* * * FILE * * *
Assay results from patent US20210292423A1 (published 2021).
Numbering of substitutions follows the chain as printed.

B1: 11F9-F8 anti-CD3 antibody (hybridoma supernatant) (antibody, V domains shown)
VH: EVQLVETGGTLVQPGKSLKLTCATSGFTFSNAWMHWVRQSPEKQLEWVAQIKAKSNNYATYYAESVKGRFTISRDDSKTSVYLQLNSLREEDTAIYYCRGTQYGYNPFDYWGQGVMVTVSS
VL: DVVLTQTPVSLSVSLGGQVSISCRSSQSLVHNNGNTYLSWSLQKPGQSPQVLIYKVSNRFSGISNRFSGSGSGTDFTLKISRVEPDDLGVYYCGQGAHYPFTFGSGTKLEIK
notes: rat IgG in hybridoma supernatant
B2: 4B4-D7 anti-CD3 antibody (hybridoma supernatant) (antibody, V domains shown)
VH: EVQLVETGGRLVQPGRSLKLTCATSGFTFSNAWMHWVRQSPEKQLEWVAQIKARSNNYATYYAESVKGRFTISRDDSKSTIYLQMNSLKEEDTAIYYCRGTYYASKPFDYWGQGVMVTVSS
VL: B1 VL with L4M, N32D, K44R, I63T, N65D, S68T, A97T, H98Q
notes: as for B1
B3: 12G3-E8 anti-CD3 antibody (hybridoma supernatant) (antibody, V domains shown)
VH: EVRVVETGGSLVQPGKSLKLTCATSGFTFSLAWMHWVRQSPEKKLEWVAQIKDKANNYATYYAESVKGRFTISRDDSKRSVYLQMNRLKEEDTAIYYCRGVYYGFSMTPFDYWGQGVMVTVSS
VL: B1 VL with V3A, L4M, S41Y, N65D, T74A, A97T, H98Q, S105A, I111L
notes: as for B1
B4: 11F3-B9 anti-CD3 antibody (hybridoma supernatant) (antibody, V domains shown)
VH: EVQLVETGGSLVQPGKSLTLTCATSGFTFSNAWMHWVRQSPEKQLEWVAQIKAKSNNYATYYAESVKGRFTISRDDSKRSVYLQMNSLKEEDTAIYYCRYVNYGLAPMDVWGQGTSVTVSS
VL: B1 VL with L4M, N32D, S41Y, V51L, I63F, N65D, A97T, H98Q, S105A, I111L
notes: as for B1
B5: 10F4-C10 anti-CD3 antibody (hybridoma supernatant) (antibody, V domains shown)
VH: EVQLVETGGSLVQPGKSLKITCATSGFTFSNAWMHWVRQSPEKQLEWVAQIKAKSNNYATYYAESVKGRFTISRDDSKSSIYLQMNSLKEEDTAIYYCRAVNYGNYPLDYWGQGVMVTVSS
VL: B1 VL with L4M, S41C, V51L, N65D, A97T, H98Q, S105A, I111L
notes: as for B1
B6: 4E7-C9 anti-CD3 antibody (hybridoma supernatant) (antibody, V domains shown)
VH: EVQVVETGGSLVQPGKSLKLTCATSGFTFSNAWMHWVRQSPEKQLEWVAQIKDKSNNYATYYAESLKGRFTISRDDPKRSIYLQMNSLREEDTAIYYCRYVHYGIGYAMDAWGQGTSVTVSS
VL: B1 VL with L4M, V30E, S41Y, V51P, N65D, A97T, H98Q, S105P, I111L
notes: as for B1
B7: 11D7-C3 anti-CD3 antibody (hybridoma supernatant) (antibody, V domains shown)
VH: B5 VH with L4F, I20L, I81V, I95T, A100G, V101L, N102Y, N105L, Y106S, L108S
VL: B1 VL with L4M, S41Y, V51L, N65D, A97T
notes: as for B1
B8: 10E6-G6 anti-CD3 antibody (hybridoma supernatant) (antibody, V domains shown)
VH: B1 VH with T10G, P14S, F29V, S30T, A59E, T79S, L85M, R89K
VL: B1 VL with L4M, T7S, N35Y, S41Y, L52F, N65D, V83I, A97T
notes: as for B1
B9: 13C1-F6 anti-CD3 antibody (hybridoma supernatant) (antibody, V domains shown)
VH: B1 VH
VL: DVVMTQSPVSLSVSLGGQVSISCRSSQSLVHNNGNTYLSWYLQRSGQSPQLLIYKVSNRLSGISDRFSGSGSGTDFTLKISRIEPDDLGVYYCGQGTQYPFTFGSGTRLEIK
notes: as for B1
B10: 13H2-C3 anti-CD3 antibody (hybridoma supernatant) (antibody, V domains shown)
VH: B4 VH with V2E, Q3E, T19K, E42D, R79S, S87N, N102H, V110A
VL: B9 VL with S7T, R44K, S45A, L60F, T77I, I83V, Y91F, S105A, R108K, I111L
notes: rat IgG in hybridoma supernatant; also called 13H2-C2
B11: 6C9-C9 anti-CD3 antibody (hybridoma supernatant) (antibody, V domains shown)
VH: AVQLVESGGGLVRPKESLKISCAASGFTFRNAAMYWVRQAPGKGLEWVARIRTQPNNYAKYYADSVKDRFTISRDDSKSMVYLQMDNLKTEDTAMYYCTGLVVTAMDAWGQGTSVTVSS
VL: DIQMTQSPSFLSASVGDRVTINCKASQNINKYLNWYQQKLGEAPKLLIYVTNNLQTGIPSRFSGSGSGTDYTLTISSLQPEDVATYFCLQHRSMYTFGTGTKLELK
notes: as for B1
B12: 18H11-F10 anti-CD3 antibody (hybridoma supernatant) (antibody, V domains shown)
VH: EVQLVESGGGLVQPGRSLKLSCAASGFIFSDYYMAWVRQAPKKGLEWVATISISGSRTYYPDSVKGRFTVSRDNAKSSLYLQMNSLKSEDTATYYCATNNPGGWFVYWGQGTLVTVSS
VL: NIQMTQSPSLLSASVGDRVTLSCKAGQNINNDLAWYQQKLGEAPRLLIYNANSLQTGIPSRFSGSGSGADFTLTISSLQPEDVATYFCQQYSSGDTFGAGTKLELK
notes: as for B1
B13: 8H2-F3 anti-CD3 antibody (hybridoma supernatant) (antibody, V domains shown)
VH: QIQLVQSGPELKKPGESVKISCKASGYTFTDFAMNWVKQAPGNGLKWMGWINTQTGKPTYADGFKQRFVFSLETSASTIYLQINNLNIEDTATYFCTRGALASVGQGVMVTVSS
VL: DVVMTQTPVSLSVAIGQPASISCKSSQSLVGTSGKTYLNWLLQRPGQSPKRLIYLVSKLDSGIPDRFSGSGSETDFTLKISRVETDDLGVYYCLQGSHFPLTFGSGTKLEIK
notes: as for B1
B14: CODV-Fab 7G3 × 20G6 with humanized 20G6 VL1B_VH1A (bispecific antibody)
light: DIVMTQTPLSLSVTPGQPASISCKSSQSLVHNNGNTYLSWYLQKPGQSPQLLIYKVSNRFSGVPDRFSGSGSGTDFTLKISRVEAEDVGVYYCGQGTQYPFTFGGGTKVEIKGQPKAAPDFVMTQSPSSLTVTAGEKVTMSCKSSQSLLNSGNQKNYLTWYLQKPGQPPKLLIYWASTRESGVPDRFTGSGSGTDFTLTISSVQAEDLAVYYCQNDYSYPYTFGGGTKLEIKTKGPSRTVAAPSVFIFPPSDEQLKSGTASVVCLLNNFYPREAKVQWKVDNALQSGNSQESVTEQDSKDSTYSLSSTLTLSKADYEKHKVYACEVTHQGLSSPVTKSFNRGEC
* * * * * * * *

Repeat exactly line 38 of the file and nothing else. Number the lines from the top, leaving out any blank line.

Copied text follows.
notes: as for B1